Andreessen Horowitz partner Julie Yoo and Bassett Healthcare CDO Paul Uhrig recently gave Healthcare Dive their playbook for entrepreneurs looking to partner with health systems, which included plenty of insider tips to stand out in a crowded field.
Getting in the (right) door is the first step to any pitch, but an academic medical center with a healthy mix of payor contracts will have a different lens than a rural hospital serving mostly Medicaid patients.
- Advice: Research target health systems and make sure they align with your product’s value proposition. Make sure you’re reaching the right person, which usually involves multiple stakeholders across clinical, operational, and financial leadership. The value proposition needs to hold up to each.
Making the pitch will vary by health system (an asterisk that could probably be added to every tip), so it’s important to tailor all information and supporting data to individual priorities. This section stresses that it’s “imperative” to illustrate a positive financial impact.
- Advice: Don’t be afraid to ask about budget and clarify your revenue model. Even if stakeholders like the solution, it’s moot if they aren’t able to find the funds for it.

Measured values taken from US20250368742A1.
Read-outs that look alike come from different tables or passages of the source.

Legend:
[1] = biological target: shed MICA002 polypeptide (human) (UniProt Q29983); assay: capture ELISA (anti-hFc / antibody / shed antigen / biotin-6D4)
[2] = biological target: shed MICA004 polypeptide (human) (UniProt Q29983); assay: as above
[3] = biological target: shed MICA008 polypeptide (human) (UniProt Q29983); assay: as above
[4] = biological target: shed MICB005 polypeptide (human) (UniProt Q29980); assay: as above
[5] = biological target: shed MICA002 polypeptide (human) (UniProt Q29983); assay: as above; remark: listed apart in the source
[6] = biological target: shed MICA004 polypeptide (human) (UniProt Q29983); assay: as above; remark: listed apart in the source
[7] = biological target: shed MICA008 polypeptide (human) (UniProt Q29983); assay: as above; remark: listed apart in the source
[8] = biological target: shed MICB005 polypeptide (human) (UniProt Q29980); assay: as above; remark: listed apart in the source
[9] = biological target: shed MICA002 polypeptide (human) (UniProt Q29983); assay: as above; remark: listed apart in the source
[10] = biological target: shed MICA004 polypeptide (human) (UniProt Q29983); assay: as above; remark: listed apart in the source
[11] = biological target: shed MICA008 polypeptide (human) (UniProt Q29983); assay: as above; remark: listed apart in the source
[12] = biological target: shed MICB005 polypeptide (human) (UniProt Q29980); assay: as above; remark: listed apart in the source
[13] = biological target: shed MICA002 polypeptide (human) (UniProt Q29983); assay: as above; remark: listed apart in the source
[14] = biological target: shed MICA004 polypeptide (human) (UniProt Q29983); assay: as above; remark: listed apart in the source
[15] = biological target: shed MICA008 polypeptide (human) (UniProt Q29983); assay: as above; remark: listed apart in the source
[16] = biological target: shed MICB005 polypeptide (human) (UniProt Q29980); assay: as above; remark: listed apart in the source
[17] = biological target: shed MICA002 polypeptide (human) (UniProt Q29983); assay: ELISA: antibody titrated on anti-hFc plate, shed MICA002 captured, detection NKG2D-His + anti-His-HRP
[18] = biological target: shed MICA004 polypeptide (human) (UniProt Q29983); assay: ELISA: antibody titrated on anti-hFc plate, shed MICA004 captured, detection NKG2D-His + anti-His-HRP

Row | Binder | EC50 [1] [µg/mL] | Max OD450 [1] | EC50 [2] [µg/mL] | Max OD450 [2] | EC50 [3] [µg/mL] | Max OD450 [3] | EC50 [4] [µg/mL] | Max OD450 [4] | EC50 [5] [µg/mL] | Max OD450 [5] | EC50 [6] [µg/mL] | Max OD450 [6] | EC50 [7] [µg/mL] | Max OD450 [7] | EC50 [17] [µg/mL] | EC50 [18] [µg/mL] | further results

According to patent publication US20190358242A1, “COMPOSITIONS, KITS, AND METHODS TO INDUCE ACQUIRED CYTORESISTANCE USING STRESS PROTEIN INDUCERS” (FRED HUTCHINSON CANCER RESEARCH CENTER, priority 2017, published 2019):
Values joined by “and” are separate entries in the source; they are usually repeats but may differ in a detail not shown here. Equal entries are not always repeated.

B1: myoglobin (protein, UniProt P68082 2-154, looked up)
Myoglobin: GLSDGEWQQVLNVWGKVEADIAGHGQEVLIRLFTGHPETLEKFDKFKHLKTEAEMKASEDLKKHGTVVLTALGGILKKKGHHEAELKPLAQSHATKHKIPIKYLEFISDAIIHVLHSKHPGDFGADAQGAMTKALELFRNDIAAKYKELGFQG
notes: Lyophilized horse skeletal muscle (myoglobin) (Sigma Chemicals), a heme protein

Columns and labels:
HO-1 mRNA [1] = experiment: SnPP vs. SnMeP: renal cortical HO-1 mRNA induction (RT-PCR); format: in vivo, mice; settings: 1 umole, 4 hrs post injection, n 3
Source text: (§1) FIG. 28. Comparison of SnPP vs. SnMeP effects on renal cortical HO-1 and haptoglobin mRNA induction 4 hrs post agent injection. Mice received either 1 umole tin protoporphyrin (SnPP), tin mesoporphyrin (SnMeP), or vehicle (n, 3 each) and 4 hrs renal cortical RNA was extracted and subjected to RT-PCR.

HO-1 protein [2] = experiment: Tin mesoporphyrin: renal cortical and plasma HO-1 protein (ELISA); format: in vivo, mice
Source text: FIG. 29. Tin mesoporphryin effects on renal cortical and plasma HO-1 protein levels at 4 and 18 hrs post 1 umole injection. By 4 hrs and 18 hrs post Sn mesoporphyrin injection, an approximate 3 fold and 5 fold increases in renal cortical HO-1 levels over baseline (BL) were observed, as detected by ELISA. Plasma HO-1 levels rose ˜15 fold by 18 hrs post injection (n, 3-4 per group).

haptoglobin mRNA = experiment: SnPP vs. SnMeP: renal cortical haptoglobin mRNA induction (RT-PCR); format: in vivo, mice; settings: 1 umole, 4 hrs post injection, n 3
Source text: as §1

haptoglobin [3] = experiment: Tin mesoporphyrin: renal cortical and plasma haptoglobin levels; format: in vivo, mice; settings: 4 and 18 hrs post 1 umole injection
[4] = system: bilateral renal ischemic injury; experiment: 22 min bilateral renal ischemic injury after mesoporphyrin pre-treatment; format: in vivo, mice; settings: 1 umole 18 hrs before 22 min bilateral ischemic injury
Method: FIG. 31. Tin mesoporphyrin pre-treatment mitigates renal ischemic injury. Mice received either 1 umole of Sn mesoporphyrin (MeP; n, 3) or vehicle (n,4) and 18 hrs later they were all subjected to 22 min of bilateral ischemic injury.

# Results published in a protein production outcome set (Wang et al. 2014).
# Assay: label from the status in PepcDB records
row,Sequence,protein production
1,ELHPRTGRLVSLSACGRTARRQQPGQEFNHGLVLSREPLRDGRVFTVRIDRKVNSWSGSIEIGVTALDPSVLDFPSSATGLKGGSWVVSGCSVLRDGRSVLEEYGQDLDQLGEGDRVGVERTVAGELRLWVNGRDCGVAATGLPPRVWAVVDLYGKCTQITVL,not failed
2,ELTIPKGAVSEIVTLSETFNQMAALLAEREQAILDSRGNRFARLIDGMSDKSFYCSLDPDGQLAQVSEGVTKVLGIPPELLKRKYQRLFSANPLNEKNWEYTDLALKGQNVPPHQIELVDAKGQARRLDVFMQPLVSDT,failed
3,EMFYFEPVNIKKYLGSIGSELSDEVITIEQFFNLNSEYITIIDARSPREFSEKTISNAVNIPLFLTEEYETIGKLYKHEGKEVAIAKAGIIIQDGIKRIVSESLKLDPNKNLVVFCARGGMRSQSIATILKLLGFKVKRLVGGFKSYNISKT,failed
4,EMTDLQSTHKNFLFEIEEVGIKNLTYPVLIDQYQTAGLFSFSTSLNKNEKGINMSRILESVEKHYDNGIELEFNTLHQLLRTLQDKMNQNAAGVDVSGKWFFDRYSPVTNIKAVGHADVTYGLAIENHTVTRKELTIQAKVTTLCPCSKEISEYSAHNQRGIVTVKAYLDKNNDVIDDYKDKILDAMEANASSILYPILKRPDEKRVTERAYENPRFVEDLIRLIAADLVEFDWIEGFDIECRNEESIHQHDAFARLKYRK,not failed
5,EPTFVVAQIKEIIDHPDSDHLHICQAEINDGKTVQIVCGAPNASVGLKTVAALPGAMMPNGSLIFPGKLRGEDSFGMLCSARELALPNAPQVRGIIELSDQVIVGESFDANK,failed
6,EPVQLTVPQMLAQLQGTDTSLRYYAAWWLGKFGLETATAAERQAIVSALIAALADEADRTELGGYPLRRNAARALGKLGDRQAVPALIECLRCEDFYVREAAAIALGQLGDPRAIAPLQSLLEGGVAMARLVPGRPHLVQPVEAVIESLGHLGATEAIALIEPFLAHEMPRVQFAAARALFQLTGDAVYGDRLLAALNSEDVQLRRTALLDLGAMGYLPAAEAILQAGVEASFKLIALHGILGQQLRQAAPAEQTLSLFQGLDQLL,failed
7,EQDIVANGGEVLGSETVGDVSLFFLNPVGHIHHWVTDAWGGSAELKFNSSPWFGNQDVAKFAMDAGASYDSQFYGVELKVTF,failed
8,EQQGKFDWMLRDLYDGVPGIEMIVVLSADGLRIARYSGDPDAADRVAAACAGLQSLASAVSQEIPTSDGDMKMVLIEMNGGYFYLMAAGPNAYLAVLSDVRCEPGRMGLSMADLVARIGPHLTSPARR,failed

The evaluation process can run the gamut from informal discussion to formalized diligence, but health systems aren’t usually opposed to giving visibility into the evaluation checklist.
- Advice: Upfront qualification work is intended to de-risk the implementation process and identify potential blockers early. Be prepared with case studies and references from other customers to support the evaluation process.
Pilot programs are a health system favorite, but clearly defined success criteria and a commitment to move forward if those are met are two key ways to avoid “death by pilots.”
- Advice: Try not to get hung up on IT integration, and if possible steer toward an implementation scope that requires minimal integration before phasing into a full-blown integration to ramp up to your product’s full value.
As Yoo and Uhrig describe it, partnering with providers is a bit like “making an emulsion from oil and water,” especially at a time when many of them are grappling with rising labor costs and slim margins. Health systems see a daily flurry of startups offering to solve these problems, and if this playbook makes one thing crystal clear, it’s that the only way to get a pitch to land is to make it hit squarely in the center of their individual needs.